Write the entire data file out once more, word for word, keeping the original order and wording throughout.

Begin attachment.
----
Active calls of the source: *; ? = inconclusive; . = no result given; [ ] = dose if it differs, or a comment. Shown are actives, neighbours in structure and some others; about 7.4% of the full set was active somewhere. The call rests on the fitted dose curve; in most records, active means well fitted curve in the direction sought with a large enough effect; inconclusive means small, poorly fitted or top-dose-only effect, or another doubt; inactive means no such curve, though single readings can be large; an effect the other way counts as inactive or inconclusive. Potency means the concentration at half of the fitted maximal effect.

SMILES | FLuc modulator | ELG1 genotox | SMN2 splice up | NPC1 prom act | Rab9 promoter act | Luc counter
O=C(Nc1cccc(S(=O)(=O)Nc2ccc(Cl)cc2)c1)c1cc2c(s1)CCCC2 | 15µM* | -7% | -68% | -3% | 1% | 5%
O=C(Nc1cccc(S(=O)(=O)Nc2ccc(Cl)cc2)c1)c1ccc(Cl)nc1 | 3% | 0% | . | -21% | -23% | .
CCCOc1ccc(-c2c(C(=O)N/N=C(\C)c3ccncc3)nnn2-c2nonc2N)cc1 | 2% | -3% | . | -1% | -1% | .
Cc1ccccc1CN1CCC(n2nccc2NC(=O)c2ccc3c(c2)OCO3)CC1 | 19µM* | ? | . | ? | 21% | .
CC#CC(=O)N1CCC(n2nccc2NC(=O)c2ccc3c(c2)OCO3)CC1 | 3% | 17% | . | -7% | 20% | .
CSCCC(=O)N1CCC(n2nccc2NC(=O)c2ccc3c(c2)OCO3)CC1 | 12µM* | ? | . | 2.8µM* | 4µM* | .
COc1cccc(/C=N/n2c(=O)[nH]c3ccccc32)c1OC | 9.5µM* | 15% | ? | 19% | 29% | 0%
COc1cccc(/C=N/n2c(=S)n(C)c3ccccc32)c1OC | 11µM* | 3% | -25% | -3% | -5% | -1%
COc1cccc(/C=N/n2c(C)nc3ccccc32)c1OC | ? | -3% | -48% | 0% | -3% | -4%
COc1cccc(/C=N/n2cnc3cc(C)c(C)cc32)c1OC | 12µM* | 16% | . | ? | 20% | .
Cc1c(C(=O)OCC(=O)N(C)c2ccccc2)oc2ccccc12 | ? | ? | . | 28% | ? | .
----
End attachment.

Active calls of the source: *; ? = inconclusive; . = no result given; [ ] = dose if it differs, or a comment. Shown are actives, neighbours in structure and some others; about 7.4% of the full set was active somewhere. The call rests on the fitted dose curve; in most records, active means well fitted curve in the direction sought with a large enough effect; inconclusive means small, poorly fitted or top-dose-only effect, or another doubt; inactive means no such curve, though single readings can be large; an effect the other way counts as inactive or inconclusive. Potency means the concentration at half of the fitted maximal effect.

SMILES | FLuc modulator | ELG1 genotox | SMN2 splice up | NPC1 prom act | Rab9 promoter act | Luc counter
O=C(Nc1cccc(S(=O)(=O)Nc2ccc(Cl)cc2)c1)c1cc2c(s1)CCCC2 | 15µM* | -7% | -68% | -3% | 1% | 5%
O=C(Nc1cccc(S(=O)(=O)Nc2ccc(Cl)cc2)c1)c1ccc(Cl)nc1 | 3% | 0% | . | -21% | -23% | .
CCCOc1ccc(-c2c(C(=O)N/N=C(\C)c3ccncc3)nnn2-c2nonc2N)cc1 | 2% | -3% | . | -1% | -1% | .
Cc1ccccc1CN1CCC(n2nccc2NC(=O)c2ccc3c(c2)OCO3)CC1 | 19µM* | ? | . | ? | 21% | .
CC#CC(=O)N1CCC(n2nccc2NC(=O)c2ccc3c(c2)OCO3)CC1 | 3% | 17% | . | -7% | 20% | .
CSCCC(=O)N1CCC(n2nccc2NC(=O)c2ccc3c(c2)OCO3)CC1 | 12µM* | ? | . | 2.8µM* | 4µM* | .
COc1cccc(/C=N/n2c(=O)[nH]c3ccccc32)c1OC | 9.5µM* | 15% | ? | 19% | 29% | 0%
COc1cccc(/C=N/n2c(=S)n(C)c3ccccc32)c1OC | 11µM* | 3% | -25% | -3% | -5% | -1%
COc1cccc(/C=N/n2c(C)nc3ccccc32)c1OC | ? | -3% | -48% | 0% | -3% | -4%
COc1cccc(/C=N/n2cnc3cc(C)c(C)cc32)c1OC | 12µM* | 16% | . | ? | 20% | .
Cc1c(C(=O)OCC(=O)N(C)c2ccccc2)oc2ccccc12 | ? | ? | . | 28% | ? | .